BOSTON -- When Tuukka Rask plays at an elite Superman level then the Bruins win hockey games.
When the Finnish netminder is more of the mild-mannered, Clark Kent-level of goaltender then the flawed B’s don’t have much chance to come away victorious.
That was the case in Saturday night’s 5-2 loss to the New York Rangers at TD Garden with Rask surrendering a couple of soft, preventable goals, and in sum total allowing a season-high five goals to the highest scoring team in the NHL. Afterward Rask lamented some of the odd-man rushes the Bruins surrendered to the speedy Rangers that ended up in the back of their net, and the soft-ish goals he couldn’t stop once New York really seized the momentum in the game’s final 40 minutes.
“It’s difficult, but I just try to stay patient. When the pucks start going through you, you’d kind of like to have those back. But that’s hockey and it happens sometimes, I got off bad in the first period. We started good. I made some saves, felt good, and then [some] tough bounces on a couple goals and it’s two-one, and we never could recover from that,” said Rask, who suffered his first loss of the season at 6-1-0 with a 1.98 goals against average and .932 save percentage that still have him around the top-5 in both categories. “It’s kind of tough but that’s how it goes.
“I felt good in the first. No rebounds. And then, the first goal, it is what it is. Then the second, off the guy’s shin pads, it’s something you can’t really control. Then the 3-1 goal, it’s just a five-hole so kind of a bad goal. Then the last one, [it was] obviously a bad goal, so that’s about it. When you let in a couple bad ones and mix in a couple lucky ones, it gets ugly. That’s what happened tonight.”
The first goal allowed was on David Krejci, who attempted to catch a Nick Holden point shot, and screened Rask in the process before missing the gloved stab attempt to stop the wobbly wrist shot. The second New York score was a bad bounce off Derek Stepan’s skate after Tuukka Rask had made the initial 2-on-1 save, so the Bruins goalie was still in decent shape after the first 20 minutes in a one-goal game.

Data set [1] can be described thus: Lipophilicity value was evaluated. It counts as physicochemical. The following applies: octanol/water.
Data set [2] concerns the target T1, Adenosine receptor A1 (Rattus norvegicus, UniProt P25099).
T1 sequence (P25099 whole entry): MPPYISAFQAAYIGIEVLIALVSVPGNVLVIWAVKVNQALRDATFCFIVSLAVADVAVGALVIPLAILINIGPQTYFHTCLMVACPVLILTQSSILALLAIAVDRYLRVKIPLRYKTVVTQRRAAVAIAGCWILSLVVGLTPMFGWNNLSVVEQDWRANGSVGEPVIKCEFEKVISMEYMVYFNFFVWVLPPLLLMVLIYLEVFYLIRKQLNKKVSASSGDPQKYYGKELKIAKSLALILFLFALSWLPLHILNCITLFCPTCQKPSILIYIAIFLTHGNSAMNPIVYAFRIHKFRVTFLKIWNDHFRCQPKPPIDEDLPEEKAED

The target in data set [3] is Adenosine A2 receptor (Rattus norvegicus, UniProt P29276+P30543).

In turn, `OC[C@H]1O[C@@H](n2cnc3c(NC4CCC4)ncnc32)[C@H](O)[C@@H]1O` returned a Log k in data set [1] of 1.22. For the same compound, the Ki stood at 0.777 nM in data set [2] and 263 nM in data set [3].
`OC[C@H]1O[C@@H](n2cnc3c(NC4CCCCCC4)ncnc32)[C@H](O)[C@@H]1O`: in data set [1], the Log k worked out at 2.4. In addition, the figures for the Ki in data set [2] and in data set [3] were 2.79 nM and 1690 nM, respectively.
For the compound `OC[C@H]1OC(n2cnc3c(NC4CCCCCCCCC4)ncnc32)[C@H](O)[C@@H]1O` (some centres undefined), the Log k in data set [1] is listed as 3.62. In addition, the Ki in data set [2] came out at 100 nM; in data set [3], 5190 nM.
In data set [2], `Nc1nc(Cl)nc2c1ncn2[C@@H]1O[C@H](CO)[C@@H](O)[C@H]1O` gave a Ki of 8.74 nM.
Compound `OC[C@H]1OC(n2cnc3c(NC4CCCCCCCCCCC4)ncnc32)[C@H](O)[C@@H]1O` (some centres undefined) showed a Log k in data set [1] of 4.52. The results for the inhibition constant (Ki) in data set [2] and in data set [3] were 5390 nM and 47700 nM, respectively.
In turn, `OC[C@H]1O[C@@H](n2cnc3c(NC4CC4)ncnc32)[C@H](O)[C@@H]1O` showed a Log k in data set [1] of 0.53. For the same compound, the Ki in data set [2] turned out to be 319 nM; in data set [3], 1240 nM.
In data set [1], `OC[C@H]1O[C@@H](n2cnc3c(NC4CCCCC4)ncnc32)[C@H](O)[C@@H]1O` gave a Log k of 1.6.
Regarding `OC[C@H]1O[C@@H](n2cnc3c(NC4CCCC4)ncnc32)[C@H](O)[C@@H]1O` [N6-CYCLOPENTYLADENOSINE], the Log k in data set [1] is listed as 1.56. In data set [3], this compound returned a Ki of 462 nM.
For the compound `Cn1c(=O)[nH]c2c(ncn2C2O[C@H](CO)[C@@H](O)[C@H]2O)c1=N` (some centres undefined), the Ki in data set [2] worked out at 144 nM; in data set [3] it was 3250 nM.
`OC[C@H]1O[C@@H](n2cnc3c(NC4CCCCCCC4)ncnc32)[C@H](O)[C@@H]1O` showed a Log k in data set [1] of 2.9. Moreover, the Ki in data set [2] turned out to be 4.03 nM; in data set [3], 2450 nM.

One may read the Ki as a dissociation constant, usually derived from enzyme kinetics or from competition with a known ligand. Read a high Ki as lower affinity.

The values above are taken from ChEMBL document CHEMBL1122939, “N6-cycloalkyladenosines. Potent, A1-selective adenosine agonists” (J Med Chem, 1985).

But the floodgates opened after that as the Rangers kept coming in speedy, skilled waves: a shorthanded Kevin Hayes bid on a 3-on-1 went right through the five-hole for Rask as he looked to be playing pass rather than shot, and Michael Grabner cleanly beat Rask for the fifth and final score on a roofed wrist shot that the Bruins goalie would clearly like to have back.
While Rask wasn’t nearly as sharp as he had been through the season’s first six games, a special teams unit that allowed one Rangers power play goal, and a couple of shorthanded scores as well, was clearly worthy of the biggest slice of B’s blame pie.
But Rask wasn’t dominant behind a Bruins special teams group that experienced some very shaky moments and a defensive group that was tested early and often 5-on-5 by the explosive Rangers as well. To make matters worse: it looked like the Finnish goalie again aggravated his chronic lower body injury when he stretched out into full butterfly during the second period to stop a Brandon Pirri backhanded bid right in front of the net. Rask didn’t miss any time and waved off the Bruins training staff immediately afterward, but it appeared exactly like the same buckling under following full extension that he suffered in both the Columbus and New Jersey games earlier this season.
Rask gingerly picking himself up off the ice afterward and stretched out a bit during the following TV timeout, but didn’t have any other noticeable problems through the rest of the 19-save loss.
Rask spoke to reporters following the defeat and didn’t seem any worse for the wear at that point, so there’s no way of knowing if he truly tweaked the injury given that the Bruins cancelled their scheduled Sunday practice at Warrior Ice Arena.
But it bears watching with Rask moving forward given how important his dominance is to Boston’s fortunes this season, and the nagging feeling that he might be playing through something that might not fully go away anytime soon.